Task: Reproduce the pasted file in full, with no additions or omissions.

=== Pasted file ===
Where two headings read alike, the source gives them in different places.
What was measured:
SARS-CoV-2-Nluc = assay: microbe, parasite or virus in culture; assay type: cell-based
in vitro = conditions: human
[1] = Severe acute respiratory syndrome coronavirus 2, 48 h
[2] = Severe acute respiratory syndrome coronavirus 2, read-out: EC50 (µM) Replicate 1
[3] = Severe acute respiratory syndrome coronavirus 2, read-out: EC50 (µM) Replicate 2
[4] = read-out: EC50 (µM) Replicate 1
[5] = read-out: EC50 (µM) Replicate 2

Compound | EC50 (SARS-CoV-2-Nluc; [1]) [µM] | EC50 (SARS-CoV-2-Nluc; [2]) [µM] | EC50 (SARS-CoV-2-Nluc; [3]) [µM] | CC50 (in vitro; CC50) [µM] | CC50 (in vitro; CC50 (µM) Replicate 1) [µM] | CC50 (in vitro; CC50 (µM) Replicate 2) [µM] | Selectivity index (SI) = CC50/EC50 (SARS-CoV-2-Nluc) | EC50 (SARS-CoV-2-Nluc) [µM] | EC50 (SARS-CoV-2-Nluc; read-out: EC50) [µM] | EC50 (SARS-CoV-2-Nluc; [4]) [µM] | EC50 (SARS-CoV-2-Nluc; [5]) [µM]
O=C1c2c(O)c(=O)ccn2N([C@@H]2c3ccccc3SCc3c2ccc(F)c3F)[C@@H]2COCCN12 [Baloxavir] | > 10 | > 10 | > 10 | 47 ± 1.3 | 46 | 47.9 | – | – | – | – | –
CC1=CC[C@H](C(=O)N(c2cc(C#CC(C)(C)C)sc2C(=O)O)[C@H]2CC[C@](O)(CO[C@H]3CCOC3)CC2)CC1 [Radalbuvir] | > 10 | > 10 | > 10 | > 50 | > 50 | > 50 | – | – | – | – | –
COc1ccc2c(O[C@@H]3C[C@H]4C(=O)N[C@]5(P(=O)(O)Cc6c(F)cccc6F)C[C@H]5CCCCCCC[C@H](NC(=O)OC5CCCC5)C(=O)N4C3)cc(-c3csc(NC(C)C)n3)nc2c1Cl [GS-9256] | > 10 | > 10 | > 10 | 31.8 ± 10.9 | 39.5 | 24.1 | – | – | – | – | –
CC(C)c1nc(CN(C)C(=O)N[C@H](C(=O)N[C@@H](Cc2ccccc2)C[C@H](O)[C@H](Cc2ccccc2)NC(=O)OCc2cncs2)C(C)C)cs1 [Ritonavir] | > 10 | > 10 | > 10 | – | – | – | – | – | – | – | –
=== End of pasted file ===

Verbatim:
Where two headings read alike, the source gives them in different places.
What was measured:
SARS-CoV-2-Nluc = assay: microbe, parasite or virus in culture; assay type: cell-based
in vitro = conditions: human
[1] = Severe acute respiratory syndrome coronavirus 2, 48 h
[2] = Severe acute respiratory syndrome coronavirus 2, read-out: EC50 (µM) Replicate 1
[3] = Severe acute respiratory syndrome coronavirus 2, read-out: EC50 (µM) Replicate 2
[4] = read-out: EC50 (µM) Replicate 1
[5] = read-out: EC50 (µM) Replicate 2

Compound | EC50 (SARS-CoV-2-Nluc; [1]) [µM] | EC50 (SARS-CoV-2-Nluc; [2]) [µM] | EC50 (SARS-CoV-2-Nluc; [3]) [µM] | CC50 (in vitro; CC50) [µM] | CC50 (in vitro; CC50 (µM) Replicate 1) [µM] | CC50 (in vitro; CC50 (µM) Replicate 2) [µM] | Selectivity index (SI) = CC50/EC50 (SARS-CoV-2-Nluc) | EC50 (SARS-CoV-2-Nluc) [µM] | EC50 (SARS-CoV-2-Nluc; read-out: EC50) [µM] | EC50 (SARS-CoV-2-Nluc; [4]) [µM] | EC50 (SARS-CoV-2-Nluc; [5]) [µM]
O=C1c2c(O)c(=O)ccn2N([C@@H]2c3ccccc3SCc3c2ccc(F)c3F)[C@@H]2COCCN12 [Baloxavir] | > 10 | > 10 | > 10 | 47 ± 1.3 | 46 | 47.9 | – | – | – | – | –
CC1=CC[C@H](C(=O)N(c2cc(C#CC(C)(C)C)sc2C(=O)O)[C@H]2CC[C@](O)(CO[C@H]3CCOC3)CC2)CC1 [Radalbuvir] | > 10 | > 10 | > 10 | > 50 | > 50 | > 50 | – | – | – | – | –
COc1ccc2c(O[C@@H]3C[C@H]4C(=O)N[C@]5(P(=O)(O)Cc6c(F)cccc6F)C[C@H]5CCCCCCC[C@H](NC(=O)OC5CCCC5)C(=O)N4C3)cc(-c3csc(NC(C)C)n3)nc2c1Cl [GS-9256] | > 10 | > 10 | > 10 | 31.8 ± 10.9 | 39.5 | 24.1 | – | – | – | – | –
CC(C)c1nc(CN(C)C(=O)N[C@H](C(=O)N[C@@H](Cc2ccccc2)C[C@H](O)[C@H](Cc2ccccc2)NC(=O)OCc2cncs2)C(C)C)cs1 [Ritonavir] | > 10 | > 10 | > 10 | – | – | – | – | – | – | – | –